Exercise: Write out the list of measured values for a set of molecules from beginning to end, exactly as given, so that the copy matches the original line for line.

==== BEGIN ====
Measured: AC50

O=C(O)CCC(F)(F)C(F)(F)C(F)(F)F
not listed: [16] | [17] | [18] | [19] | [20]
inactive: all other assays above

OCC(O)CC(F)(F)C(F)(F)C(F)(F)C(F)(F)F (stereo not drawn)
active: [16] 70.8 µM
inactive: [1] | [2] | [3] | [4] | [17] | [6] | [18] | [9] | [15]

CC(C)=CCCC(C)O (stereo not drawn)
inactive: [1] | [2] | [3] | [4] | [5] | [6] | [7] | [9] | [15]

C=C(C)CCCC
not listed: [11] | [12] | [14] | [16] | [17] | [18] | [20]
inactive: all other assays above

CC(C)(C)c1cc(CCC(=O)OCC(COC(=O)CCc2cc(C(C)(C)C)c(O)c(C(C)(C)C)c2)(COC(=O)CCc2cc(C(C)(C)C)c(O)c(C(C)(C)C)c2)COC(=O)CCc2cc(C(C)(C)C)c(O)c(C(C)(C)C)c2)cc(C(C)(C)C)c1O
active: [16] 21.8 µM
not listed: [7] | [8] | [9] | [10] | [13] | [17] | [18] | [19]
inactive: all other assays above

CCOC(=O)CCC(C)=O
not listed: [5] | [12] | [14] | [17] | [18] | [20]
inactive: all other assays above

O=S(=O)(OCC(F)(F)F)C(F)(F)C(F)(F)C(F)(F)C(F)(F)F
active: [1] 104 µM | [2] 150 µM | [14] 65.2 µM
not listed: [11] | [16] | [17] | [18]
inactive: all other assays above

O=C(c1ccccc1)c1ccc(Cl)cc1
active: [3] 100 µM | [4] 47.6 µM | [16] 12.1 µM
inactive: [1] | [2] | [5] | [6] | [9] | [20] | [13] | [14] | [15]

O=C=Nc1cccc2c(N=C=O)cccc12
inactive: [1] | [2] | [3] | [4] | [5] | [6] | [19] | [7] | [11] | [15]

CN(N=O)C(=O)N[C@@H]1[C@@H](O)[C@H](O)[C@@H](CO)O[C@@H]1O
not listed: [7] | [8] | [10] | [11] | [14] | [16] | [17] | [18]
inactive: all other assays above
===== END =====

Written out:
Measured: AC50

O=C(O)CCC(F)(F)C(F)(F)C(F)(F)F
not listed: [16] | [17] | [18] | [19] | [20]
inactive: all other assays above

OCC(O)CC(F)(F)C(F)(F)C(F)(F)C(F)(F)F (stereo not drawn)
active: [16] 70.8 µM
inactive: [1] | [2] | [3] | [4] | [17] | [6] | [18] | [9] | [15]

CC(C)=CCCC(C)O (stereo not drawn)
inactive: [1] | [2] | [3] | [4] | [5] | [6] | [7] | [9] | [15]

C=C(C)CCCC
not listed: [11] | [12] | [14] | [16] | [17] | [18] | [20]
inactive: all other assays above

CC(C)(C)c1cc(CCC(=O)OCC(COC(=O)CCc2cc(C(C)(C)C)c(O)c(C(C)(C)C)c2)(COC(=O)CCc2cc(C(C)(C)C)c(O)c(C(C)(C)C)c2)COC(=O)CCc2cc(C(C)(C)C)c(O)c(C(C)(C)C)c2)cc(C(C)(C)C)c1O
active: [16] 21.8 µM
not listed: [7] | [8] | [9] | [10] | [13] | [17] | [18] | [19]
inactive: all other assays above

CCOC(=O)CCC(C)=O
not listed: [5] | [12] | [14] | [17] | [18] | [20]
inactive: all other assays above

O=S(=O)(OCC(F)(F)F)C(F)(F)C(F)(F)C(F)(F)C(F)(F)F
active: [1] 104 µM | [2] 150 µM | [14] 65.2 µM
not listed: [11] | [16] | [17] | [18]
inactive: all other assays above

O=C(c1ccccc1)c1ccc(Cl)cc1
active: [3] 100 µM | [4] 47.6 µM | [16] 12.1 µM
inactive: [1] | [2] | [5] | [6] | [9] | [20] | [13] | [14] | [15]

O=C=Nc1cccc2c(N=C=O)cccc12
inactive: [1] | [2] | [3] | [4] | [5] | [6] | [19] | [7] | [11] | [15]

CN(N=O)C(=O)N[C@@H]1[C@@H](O)[C@H](O)[C@@H](CO)O[C@@H]1O
not listed: [7] | [8] | [10] | [11] | [14] | [16] | [17] | [18]
inactive: all other assays above